Dr. C. Ola Landgren has been researching links between occupational exposures and multiple myeloma for a number of years — particularly in first responders such as firefighters. At Memorial Sloan Kettering Cancer Center in New York and the National Cancer Institute, Landgren began to recognize patterns.

In New York, for example, Landgren had three myeloma patients who lived on the same block on Staten Island. Their houses had been covered by dust after the World Trade Center towers fell in 2001.

“Myeloma has a precursor condition known as MGUS, which is more common in the population, allowing us to identify risks earlier,” Landgren said. “We’ve actually observed higher rates of MGUS in first responders compared to the general population.”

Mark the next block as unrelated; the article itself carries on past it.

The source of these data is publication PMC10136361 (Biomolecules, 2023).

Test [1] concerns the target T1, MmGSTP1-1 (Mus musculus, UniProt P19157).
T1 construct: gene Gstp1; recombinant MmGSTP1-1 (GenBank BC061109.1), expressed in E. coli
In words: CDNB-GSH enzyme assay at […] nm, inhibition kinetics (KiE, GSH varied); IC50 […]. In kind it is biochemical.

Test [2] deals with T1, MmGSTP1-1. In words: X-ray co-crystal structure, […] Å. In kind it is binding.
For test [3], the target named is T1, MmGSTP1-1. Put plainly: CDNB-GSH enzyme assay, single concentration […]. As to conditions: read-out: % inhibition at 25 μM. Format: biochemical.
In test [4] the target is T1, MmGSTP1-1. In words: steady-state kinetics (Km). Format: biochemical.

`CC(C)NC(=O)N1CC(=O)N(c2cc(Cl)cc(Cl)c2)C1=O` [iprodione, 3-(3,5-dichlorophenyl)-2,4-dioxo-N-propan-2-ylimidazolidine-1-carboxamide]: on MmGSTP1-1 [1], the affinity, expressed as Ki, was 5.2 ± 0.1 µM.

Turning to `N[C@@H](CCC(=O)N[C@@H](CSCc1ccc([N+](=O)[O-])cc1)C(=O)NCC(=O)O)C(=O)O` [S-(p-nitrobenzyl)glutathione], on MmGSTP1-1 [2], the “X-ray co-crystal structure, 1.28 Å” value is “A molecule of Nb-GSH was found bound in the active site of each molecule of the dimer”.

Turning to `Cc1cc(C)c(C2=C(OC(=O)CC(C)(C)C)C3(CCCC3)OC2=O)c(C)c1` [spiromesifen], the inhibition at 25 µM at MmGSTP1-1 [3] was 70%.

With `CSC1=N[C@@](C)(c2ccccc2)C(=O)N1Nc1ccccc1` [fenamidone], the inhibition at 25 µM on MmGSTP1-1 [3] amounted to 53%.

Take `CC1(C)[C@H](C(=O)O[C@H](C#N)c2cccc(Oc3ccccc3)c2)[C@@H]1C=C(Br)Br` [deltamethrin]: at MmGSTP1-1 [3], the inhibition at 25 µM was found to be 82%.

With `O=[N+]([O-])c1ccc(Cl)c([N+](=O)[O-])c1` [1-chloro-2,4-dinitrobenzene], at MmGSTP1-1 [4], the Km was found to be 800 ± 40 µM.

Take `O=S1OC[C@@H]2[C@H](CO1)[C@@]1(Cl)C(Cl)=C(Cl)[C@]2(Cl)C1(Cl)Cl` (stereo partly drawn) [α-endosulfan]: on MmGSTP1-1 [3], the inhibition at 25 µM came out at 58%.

MGUS — which stands for monoclonal gammopathy of undetermined significance — has also been linked to pesticide use among farmers and exposure to Agent Orange among veterans of the Vietnam War. Levels also were higher in firefighters, police officers and construction workers who were on-site immediately after the 9/11 attacks.

Author(s): Lori Saxena, HealthDay News

Publication Date:

Publication Site:

The Hartford Sees High Mortality for the Next Few Years



Chris Swift, the chief executive officer of Hartford Financial, on Friday confirmed what government statistics seem to be showing: The U.S. death rate continues to be noticeably higher than it was before early 2020, when the COVID-19 pandemic came to light.

Swift talked about the effects of the higher U.S. mortality rate on the company’s group life insurance business Friday during a conference call with securities analysts.